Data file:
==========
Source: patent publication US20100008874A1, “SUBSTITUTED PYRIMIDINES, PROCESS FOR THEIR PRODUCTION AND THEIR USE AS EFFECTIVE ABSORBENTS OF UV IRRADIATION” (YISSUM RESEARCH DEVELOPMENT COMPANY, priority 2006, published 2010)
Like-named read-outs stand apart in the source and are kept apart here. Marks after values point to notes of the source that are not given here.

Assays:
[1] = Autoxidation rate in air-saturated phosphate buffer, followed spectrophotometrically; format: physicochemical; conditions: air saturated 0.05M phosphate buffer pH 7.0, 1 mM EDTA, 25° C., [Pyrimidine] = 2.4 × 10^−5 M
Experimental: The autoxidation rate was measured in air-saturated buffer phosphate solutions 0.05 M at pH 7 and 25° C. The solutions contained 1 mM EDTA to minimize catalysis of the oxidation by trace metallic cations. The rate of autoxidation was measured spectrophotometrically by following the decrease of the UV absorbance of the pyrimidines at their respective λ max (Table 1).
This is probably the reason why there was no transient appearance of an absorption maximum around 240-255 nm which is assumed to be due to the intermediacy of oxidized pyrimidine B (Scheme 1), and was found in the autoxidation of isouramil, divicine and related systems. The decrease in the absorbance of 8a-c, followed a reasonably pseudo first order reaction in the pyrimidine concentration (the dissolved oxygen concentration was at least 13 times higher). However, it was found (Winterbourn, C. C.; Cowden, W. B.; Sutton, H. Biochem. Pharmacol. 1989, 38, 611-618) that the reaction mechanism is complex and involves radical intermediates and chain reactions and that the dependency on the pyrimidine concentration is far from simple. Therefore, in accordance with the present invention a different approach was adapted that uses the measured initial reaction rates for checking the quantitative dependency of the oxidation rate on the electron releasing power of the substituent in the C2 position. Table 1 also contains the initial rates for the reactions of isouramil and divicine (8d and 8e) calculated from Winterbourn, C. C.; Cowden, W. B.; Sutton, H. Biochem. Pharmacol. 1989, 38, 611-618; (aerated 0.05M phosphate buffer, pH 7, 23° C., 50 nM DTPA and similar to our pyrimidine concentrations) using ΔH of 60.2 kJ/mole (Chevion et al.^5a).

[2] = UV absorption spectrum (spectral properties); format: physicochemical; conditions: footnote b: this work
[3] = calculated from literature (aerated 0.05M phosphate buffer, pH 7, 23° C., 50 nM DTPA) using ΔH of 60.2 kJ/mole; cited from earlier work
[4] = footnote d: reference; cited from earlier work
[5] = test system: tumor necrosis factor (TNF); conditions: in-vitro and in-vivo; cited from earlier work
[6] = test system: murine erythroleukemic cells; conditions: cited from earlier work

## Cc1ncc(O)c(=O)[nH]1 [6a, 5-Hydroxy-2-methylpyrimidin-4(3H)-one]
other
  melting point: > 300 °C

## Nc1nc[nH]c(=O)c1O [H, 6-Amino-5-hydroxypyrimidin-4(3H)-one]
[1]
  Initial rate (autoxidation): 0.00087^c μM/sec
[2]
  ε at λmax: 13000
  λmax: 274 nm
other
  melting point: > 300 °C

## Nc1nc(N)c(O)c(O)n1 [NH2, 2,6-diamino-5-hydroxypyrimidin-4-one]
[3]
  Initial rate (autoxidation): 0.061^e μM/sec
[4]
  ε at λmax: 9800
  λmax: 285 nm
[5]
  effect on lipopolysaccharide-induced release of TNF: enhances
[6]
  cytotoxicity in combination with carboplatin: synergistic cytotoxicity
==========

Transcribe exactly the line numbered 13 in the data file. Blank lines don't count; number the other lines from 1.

other